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The annual EICMA Show in Milan is always a treat, with the show often the last chance for manufacturers to show off their coming models before everyone switches off in the lead up to Christmas. This year is no different, and while the show doesn’t officially start until Thursday NZ time, we’ve already seen plenty to make us with we were on a plane to Milan right now. Here’s our picks from what has been shown off so far…

Be sure to check back later in the week as we update this article with more bikes as they are unveiled!

Ducati

First to pull the wraps off their 2018 models were Ducati, with the all-new Panigale V4 the absolute headline of the Ducati World Premiere.

But it wasn’t just the new Desmosedici Stradale powered superbike grabbing our attention – also catching our attention was the new 1260 Multistrada and the new Scrambler 1100.

Yamaha

First of the Japanese manufacturers to make waves were Yamaha, with the tuning fork first focusing on the new MT-09SP and updated MT-07, before moving on to the Ténére 700 prototypes and the new Super Ténéré 1200 Raid Edition.

Yamaha also showed off their new Niken tri-wheeler which was unveiled in Tokyo a couple of weeks ago, as well as updates to the Tracer 900, but we’re still left feeling wanting. We were so sure the Ténére 700 was going to make our Christmas wish list! We’ll just have to wait until Yamaha decided they’ve got the recipe ‘just right’.

Honda

The Adventure theme continued to shine through this year with Honda pulling the covers off a new version of the Africa Twin. Dubbed the Africa Twin Adventure Sports, the new bike builds upon the success of the Africa Twin released in 2016, but adds a whole lot more, well, everything. Starting with a larger fuel tank, the bike has been redesigned to be an even more capable adventure machine with a hefty new bash plate, bigger fairing and screen, and flatter seat to allow for ease of movement in the rough stuff.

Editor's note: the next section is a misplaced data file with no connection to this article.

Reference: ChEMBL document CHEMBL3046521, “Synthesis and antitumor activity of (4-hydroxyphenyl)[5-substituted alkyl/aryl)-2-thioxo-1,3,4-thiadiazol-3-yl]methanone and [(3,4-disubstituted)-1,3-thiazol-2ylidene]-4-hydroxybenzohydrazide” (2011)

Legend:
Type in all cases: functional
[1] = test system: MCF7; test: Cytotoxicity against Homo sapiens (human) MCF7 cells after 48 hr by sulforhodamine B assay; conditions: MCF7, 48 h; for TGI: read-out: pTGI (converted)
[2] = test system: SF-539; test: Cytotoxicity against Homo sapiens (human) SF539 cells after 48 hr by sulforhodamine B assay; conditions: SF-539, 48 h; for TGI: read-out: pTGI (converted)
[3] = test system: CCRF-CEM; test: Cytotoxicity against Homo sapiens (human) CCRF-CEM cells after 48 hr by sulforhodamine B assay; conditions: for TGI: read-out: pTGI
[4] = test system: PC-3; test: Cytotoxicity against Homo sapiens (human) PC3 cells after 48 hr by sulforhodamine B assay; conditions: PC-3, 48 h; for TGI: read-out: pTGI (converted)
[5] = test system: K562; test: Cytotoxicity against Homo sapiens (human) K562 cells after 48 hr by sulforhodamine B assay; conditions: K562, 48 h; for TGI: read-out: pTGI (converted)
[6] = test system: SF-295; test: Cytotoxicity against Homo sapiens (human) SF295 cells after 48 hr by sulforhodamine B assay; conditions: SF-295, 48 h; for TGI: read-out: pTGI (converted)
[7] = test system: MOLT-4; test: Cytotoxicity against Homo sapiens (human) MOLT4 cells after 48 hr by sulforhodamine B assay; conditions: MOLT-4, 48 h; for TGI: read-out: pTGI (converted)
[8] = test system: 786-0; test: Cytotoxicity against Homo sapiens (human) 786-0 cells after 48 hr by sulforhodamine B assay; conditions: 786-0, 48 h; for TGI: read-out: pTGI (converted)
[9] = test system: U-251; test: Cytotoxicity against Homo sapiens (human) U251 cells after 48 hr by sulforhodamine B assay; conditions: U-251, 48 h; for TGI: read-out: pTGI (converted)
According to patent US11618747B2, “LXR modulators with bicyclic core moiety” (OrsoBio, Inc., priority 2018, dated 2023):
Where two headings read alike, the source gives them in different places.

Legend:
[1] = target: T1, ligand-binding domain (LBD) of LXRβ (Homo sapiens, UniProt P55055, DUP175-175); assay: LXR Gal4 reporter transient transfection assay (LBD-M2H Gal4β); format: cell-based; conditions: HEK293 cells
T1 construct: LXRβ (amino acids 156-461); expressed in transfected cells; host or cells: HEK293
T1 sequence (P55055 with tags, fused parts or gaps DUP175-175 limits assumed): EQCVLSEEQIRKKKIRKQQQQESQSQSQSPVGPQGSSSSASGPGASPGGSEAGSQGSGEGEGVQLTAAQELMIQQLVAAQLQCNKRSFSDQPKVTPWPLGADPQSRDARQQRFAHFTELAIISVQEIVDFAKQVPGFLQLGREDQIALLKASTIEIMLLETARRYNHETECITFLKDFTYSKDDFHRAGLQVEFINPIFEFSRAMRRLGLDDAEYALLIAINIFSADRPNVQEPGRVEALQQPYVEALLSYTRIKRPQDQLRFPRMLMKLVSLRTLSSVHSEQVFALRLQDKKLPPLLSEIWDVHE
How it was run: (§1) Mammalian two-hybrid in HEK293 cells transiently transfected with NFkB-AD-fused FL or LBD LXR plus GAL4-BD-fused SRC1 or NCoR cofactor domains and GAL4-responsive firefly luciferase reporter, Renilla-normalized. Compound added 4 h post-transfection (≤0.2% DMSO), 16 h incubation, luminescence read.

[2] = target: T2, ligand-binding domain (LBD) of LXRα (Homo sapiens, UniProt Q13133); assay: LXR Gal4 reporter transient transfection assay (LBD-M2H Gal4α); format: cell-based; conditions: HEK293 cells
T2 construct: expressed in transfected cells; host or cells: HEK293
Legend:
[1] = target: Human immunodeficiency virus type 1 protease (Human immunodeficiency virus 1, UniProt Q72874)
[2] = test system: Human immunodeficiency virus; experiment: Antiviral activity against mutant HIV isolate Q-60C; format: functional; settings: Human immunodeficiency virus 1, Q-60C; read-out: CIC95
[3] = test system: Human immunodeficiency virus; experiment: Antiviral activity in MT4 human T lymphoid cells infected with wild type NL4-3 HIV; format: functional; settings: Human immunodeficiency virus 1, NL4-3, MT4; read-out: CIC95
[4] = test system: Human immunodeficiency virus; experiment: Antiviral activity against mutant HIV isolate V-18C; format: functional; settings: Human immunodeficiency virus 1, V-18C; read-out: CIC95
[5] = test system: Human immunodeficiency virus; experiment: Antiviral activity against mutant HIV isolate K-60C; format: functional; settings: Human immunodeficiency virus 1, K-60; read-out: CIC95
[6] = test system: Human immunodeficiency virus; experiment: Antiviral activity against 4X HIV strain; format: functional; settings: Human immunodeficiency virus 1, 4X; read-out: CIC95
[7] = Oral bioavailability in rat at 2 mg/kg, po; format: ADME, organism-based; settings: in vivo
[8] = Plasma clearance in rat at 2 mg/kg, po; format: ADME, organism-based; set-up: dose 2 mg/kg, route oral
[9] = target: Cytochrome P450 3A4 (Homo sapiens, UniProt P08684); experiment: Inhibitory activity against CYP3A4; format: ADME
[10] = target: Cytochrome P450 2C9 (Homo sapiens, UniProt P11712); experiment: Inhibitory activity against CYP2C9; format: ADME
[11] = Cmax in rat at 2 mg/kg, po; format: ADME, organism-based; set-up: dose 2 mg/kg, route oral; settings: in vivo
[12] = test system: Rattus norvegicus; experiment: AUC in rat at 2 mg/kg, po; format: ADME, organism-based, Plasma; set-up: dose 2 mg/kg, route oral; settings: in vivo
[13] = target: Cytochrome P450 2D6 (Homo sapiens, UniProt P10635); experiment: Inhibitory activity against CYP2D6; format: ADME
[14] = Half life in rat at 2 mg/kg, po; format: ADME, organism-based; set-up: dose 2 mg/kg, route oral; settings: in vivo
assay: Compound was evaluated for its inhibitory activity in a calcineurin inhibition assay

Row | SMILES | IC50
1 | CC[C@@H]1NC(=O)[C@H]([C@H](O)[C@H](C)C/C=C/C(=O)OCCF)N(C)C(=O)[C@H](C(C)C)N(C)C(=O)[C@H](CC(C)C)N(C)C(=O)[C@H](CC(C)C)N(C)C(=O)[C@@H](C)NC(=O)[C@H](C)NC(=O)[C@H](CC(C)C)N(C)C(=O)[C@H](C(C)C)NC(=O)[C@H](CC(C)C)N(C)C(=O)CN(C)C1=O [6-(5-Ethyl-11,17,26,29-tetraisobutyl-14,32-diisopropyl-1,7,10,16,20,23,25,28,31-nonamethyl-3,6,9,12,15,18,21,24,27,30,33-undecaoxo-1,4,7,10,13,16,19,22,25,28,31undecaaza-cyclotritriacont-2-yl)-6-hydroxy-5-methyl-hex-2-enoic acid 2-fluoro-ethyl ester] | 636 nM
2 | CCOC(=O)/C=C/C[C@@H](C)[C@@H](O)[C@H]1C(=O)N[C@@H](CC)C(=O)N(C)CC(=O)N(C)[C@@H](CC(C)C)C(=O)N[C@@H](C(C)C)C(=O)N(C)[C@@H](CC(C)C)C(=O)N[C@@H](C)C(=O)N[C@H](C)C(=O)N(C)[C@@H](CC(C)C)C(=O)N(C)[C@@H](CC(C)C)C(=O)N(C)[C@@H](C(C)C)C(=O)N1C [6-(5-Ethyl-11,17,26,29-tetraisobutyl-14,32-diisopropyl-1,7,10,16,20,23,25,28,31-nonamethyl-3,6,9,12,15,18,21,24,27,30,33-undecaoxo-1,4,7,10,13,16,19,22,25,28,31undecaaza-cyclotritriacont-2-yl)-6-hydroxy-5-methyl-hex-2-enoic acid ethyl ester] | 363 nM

Also breaking the mould was the all-new CB1000R, which moves away from the streetfighter aesthetic of the old ‘Predator’ to reflect a more classic time. Don’t be fooled though, this thing is packing a punch thanks to its 2017 CBR1000RR derived DOHC four-cylinder heart which is backed up by more electronics than you can shake a stick at. We can’t wait to take this puppy around our Coro’ Loop testing ground!

BMW

Like many bikes in the middleweight segment, BMW’s mid-sized adventure tourers are growing up. Now sporting a capacity of 853cc from a revised parallel-twin, the F 750 and F 850 GS have undergone a thorough redesign to boot. Full LED lighting (plus toned down asymmetrical headlights) and a 6.5″ TFT screen are both highlights of the bike’s technology suites, while the full range of electronic aids are also present.

KTM

Following on from last year’s Scalpel concept is the official unveiling of the production ready KTM 790 Duke.

Sporting the all-new LC8c parallel-twin engine, the new Duke claims 105 hp and 86 Nm of torque from the extremely compact parallel twin engine with an unrivaled electronics package.

But it was the Adventure version of the 790 many of us were really looking forward to, and just like Yamaha with their Ténéré 700, KTM will be keeping us waiting a little bit longer for the 790 Adventure R.

With promise of the adventure bike perfection that matches performance and light weight, KTM will have a hot seller on their hands when they finally bring the 790 into production.

Royal Enfield

Royal Enfield used the EICMA stage to unveil its latest step into the 21st century, the Interceptor and Continental GT twins.

Royal Enfield Continental GT
Royal Enfield Interceptor

Making use of an all-new air-cooled 648cc parallel twin, the two new bikes build upon the success RE has found in the retro market. Power is claimed as 47bhp at 7100rpm, with torque a healthy 52Nm at 4000rpm, sent to the ground via a 6-speed gearbox. With both bikes weighing in around the 200kg mark dry, they won’t be the most high-performance bikes on the road, but like their contemporaries, they’ll be sure to inject a sense of style and comfortable riding which it seems we can only get from retro machines.